NYMC Faculty Publications

From Cells to Insights: The Power of Human Pluripotent Stem Cell-Derived Cortical Interneurons in Psychiatric Disorder Modeling

Author Type(s)


Journal Title

Frontiers in Psychiatry

First Page


Document Type


Publication Date



Cell Biology and Anatomy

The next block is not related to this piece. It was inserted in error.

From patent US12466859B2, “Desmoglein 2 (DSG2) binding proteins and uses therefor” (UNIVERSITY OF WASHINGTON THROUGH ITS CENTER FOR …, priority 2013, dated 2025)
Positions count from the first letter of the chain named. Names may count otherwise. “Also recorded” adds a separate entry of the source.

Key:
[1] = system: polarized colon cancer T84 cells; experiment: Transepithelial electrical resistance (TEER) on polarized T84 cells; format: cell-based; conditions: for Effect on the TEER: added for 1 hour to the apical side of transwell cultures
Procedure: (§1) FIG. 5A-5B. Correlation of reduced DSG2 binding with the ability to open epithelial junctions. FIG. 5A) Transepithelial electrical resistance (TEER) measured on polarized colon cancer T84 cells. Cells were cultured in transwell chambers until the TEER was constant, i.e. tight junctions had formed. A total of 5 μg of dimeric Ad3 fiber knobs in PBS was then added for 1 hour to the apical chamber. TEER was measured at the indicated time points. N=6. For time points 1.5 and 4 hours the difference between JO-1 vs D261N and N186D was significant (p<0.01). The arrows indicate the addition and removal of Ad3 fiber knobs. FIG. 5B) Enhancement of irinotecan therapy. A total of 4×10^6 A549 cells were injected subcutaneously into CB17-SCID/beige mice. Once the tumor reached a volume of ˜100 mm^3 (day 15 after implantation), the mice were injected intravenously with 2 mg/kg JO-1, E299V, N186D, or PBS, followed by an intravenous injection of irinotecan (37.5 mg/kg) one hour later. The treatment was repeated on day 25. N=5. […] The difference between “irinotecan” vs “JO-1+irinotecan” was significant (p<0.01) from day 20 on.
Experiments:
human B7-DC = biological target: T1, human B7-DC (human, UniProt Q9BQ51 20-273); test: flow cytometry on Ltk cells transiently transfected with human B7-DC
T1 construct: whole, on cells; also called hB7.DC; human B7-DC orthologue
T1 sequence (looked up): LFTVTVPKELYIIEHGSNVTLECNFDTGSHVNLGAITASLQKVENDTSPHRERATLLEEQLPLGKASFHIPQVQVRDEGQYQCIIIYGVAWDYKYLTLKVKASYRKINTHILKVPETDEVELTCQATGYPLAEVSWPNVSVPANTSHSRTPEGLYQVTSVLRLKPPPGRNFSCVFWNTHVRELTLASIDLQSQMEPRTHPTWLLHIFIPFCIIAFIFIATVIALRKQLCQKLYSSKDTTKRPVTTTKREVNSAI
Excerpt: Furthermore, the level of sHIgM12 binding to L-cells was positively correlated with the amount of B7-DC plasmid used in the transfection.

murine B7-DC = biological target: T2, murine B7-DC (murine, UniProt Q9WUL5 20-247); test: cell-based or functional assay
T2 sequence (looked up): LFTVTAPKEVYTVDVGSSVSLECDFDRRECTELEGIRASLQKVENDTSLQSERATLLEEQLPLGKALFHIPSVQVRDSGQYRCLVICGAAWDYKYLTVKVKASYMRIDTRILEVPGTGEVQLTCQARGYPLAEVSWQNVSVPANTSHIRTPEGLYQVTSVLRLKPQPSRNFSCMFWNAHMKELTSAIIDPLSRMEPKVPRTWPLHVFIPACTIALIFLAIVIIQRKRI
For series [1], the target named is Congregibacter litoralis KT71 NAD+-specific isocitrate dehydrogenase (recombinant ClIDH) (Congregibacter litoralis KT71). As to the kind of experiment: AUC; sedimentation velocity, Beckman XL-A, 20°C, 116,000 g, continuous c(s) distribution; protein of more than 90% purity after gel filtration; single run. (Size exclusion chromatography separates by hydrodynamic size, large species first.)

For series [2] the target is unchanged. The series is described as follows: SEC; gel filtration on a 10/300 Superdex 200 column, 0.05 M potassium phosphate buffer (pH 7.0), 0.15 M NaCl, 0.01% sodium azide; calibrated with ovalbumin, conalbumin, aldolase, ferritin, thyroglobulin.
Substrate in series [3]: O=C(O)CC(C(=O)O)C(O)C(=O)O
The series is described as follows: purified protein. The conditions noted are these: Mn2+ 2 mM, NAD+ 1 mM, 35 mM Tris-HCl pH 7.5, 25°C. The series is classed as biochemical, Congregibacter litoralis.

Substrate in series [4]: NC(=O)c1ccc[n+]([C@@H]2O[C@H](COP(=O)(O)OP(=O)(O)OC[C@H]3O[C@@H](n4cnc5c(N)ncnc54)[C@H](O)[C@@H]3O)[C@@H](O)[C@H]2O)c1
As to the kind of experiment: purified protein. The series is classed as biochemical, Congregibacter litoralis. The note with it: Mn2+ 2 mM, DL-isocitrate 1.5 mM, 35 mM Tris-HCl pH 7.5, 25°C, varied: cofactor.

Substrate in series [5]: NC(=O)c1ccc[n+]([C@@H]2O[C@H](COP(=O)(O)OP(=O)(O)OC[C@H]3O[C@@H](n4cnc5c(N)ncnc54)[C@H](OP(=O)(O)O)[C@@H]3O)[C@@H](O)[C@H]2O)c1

Psychiatric disorders, such as schizophrenia (SCZ) and autism spectrum disorders (ASD), represent a global health challenge with their poorly understood and complex etiologies. Cortical interneurons (cINs) are the primary inhibitory neurons in the cortex and their subtypes, especially those that are generated from the medial ganglionic emission (MGE) region, have been shown to play an important role in the pathogenesis of these psychiatric disorders. Recent advances in induced pluripotent stem cell (iPSC) technologies provide exciting opportunities to model and study these disorders using human iPSC-derived cINs. In this review, we present a comprehensive overview of various methods employed to generate MGE-type cINs from human iPSCs, which are mainly categorized into induction by signaling molecules vs. direct genetic manipulation. We discuss their advantages, limitations, and potential applications in psychiatric disorder modeling to aid researchers in choosing the appropriate methods based on their research goals. We also provide examples of how these methods have been applied to study the pathogenesis of psychiatric disorders. In addition, we discuss ongoing challenges and future directions in the field. Overall, iPSC-derived cINs provide a powerful tool to model the developmental pathogenesis of psychiatric disorders, thus aiding in uncovering disease mechanisms and potential therapeutic targets. This review article will provide valuable resources for researchers seeking to navigate the complexities of cIN generation methods and their applications in the study of psychiatric disorders.